• Buy maps, guidebooks, a new suitcase.


  • Think of a place where you can find peace or adventure. I long for oceans, beaches, blue skies. I favor beach towns: Provincetown, Monterey, Montauk. I love them in the summer, when they're crowded and noisy, and even more off-season, when I can walk the beach alone.


  • Pack up your car. Get plane tickets. Opt for the train. Go with your best friend or invite the long-lost love of your life. Go alone or, better yet, take your dog.


  • Read John Steinbeck's Travels with Charley, which tells the story of his journey crisscrossing the country, searching for the heart of America in the company of his beloved poodle, Charley.










  • If you can't take a trip sometimes the best journeys can be found in a book. Roddy Doyle's Ireland, Dennis Lehane's Boston, Sue Grafton's California, Ernest Hemingway's Paris.


  • Go out to your own backyard or to a park down the street. Open your book. Let the journey begin.


For more inspirational ideas, watch Alice Hoffman's Survival Lessons video here.


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My new book, The Bride Wore Size 12, is about a bride who is struggling to keep her wedding from spinning out of control. This is a feeling that might be familiar to a few brides out there, though I’m pretty sure most brides never had to deal with what my heroine, Heather Wells, does in the days leading up to her wedding day:




Who can resist a bride, all dressed in white?  Not me. I love books and movies with wedding scenes in them, especially when the wedding could come crashing down around the bride at any moment. Spunky Maria (soon to be Von Trapp) walking down the aisle in her seemingly mile-long train in that church in The Sound of Music. Why is this scene so great? 


Because not only is Maria finally marrying the man of her dreams (the Captain, of course), and his children getting the stepmother they deserve (instead of that nasty baroness who was going to pack them all off to boarding school), but there are (spoiler alert) hordes of Nazis gathering at the Austrian border. Hitler could show up at any time!


Now that’s a wedding!


Or take Anakin Skywalker and Padmé Amidala’s secret wedding ceremony in Naboo’s beautiful Lake Country (really Lake Como in Italy) in Star Wars Episode II: Attack of the Clones.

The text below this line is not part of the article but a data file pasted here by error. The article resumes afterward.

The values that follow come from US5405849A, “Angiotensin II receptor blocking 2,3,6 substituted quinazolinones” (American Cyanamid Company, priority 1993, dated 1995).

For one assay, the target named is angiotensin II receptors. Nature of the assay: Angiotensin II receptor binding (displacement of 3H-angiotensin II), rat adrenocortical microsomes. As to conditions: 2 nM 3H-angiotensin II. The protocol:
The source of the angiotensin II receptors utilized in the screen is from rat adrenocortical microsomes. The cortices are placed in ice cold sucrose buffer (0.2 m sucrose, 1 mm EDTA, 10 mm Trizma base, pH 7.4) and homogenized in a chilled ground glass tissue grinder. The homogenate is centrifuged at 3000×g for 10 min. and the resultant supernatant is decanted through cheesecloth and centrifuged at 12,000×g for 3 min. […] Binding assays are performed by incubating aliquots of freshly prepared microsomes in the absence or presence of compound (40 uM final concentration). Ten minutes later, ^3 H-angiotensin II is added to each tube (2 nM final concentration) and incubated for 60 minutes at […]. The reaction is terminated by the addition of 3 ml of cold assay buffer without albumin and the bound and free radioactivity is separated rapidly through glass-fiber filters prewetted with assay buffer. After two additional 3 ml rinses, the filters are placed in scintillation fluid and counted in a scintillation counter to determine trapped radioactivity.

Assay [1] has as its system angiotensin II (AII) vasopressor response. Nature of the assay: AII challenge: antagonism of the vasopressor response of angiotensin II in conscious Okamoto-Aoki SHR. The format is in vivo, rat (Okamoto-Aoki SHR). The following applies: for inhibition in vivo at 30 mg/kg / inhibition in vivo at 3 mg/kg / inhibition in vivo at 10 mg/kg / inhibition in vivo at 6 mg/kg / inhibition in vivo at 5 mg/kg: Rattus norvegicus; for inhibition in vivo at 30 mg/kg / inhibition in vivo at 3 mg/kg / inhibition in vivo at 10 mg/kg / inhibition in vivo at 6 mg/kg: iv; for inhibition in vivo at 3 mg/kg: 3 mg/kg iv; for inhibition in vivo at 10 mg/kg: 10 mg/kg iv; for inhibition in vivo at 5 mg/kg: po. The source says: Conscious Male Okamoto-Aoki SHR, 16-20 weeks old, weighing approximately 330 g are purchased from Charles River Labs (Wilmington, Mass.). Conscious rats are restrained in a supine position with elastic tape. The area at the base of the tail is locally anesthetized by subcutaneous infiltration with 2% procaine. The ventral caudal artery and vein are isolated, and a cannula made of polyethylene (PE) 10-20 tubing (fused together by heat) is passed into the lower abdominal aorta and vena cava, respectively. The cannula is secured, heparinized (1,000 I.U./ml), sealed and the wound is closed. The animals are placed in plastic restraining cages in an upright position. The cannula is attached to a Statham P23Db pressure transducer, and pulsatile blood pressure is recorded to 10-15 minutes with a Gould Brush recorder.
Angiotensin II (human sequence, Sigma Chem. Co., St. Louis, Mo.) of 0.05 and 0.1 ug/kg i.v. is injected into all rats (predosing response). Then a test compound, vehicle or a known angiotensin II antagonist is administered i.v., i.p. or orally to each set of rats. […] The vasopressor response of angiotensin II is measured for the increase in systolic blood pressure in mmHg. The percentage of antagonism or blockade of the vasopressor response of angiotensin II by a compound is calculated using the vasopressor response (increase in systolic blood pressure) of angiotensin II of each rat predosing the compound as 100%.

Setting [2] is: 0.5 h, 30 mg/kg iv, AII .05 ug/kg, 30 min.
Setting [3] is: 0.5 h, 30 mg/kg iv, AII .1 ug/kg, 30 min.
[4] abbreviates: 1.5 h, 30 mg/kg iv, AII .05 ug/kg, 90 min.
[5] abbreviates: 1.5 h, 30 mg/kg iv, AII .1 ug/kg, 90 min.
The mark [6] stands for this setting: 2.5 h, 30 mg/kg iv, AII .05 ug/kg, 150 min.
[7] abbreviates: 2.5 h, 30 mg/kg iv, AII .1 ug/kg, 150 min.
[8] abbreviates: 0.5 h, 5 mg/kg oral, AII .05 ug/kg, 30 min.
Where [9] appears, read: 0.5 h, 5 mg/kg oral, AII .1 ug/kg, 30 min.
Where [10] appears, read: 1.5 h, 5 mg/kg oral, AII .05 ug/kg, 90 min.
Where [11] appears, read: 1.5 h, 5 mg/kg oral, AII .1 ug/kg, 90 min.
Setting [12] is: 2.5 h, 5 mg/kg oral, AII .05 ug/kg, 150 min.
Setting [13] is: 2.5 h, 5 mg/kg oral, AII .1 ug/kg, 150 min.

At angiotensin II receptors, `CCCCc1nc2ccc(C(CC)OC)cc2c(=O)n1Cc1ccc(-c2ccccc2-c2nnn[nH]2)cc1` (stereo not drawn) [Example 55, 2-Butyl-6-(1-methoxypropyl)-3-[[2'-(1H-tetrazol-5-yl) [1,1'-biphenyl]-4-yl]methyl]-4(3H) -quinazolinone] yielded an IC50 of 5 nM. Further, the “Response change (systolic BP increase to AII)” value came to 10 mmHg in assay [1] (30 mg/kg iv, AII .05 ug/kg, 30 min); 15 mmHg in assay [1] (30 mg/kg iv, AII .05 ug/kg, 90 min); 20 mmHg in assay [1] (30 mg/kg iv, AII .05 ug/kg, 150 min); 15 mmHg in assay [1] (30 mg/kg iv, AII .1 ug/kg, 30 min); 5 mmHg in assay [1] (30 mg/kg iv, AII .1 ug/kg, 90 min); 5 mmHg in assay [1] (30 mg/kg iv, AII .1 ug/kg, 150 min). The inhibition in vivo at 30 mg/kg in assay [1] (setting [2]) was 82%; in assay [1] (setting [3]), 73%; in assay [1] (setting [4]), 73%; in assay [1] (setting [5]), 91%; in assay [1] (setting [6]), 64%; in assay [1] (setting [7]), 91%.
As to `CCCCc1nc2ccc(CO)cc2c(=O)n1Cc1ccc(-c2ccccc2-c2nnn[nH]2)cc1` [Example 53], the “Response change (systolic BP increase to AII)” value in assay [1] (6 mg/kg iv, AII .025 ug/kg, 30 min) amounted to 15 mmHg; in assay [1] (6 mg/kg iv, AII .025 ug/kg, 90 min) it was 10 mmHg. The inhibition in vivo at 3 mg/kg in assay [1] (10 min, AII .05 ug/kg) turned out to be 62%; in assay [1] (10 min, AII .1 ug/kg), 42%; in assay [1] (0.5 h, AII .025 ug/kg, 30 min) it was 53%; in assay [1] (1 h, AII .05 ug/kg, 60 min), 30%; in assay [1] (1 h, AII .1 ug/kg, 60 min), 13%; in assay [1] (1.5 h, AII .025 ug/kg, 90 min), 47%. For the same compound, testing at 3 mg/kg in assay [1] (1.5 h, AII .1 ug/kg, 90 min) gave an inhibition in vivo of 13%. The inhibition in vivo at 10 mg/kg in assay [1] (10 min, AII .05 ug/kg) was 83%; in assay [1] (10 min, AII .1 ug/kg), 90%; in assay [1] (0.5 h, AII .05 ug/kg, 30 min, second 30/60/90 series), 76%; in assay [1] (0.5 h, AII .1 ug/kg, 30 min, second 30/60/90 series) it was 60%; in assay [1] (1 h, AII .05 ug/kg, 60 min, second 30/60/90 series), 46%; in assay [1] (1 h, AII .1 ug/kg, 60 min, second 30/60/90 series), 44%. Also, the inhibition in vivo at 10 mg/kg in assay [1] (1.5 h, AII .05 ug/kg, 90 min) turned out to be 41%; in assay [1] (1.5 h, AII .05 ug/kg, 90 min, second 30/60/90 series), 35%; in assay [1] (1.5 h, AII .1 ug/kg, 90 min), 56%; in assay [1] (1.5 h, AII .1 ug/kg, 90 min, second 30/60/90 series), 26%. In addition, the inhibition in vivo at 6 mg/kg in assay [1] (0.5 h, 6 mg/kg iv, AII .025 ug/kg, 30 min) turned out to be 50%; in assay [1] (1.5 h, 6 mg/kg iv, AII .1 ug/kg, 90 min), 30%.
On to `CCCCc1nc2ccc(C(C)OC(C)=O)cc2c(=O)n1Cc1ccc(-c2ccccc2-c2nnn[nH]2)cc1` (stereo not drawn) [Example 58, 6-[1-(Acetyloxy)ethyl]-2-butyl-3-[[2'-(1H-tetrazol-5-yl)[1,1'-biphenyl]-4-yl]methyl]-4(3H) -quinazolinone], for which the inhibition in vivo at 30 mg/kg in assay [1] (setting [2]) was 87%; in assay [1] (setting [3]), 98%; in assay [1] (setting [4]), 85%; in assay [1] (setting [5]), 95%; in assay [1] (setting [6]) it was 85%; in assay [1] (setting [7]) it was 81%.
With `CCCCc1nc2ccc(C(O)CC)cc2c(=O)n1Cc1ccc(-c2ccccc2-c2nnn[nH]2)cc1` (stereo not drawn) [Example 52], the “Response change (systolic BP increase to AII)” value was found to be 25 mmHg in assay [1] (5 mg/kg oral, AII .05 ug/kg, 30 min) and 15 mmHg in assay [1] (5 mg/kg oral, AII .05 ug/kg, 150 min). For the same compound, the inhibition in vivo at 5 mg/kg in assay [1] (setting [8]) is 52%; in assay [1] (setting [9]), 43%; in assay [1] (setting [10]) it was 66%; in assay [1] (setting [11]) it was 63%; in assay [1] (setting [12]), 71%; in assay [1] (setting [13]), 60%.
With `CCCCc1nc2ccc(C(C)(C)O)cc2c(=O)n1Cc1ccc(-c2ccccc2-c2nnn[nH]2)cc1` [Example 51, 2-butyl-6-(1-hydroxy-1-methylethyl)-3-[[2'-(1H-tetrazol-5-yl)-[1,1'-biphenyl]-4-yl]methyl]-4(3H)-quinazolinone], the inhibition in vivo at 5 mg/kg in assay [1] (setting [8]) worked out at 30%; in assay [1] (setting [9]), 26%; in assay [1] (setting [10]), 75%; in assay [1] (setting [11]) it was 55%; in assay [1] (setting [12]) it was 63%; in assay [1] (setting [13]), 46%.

But we all knew the bride was one day (spoiler alert) going to give birth to Luke Skywalker and Princess Leia! Not to mention, the groom going to embrace the dark side, and turn into Darth Vader, Lord of the Sith!


Talk about raising the stakes!


Weddings-with-a-twist haven’t only been fodder for cinematic fare. What about the now infamous “Red Wedding” scene in George R. R. Martin’s Game of Thrones series?  (The less detail about that I go into, the better, as feelings are still running high on the fan forums.)


Mr. Martin certainly isn’t the first author to lob an explosive wedding altar reveal at readers. Both Charlotte Brontë (in her 1847 classic Jane Eyre) and R. D. Blackmore (in his lesser known 1869 novel Lorna Doone) did it as well, though—spoiler alert—both brides ultimately meet with better fates than those in Martin’s book (in Lorna’s case, it’s admittedly touch and go for a while).


Why are wedding day disasters so irresistible to authors (and to screenwriters)? Especially since I want there to be a happy ending for my characters (and everyone else’s) just as much as readers do.


But as a writer (and reader and viewer, as well), I also want to watch that bride (and groom) work for it.  I want them to be entitled to their happiness. I want to watch them earn it.


Maybe because then, once they’ve successfully battled those Nazis, clones, white walkers, Doones, or murderers, I feel like I can enjoy that well-deserved happily-ever-after right along with them.


But of course, after reading and writing about all these poor brides’ wedding day disasters, when it came to my own twenty years ago, my husband and I did what we considered the only sensible choice:


We eloped!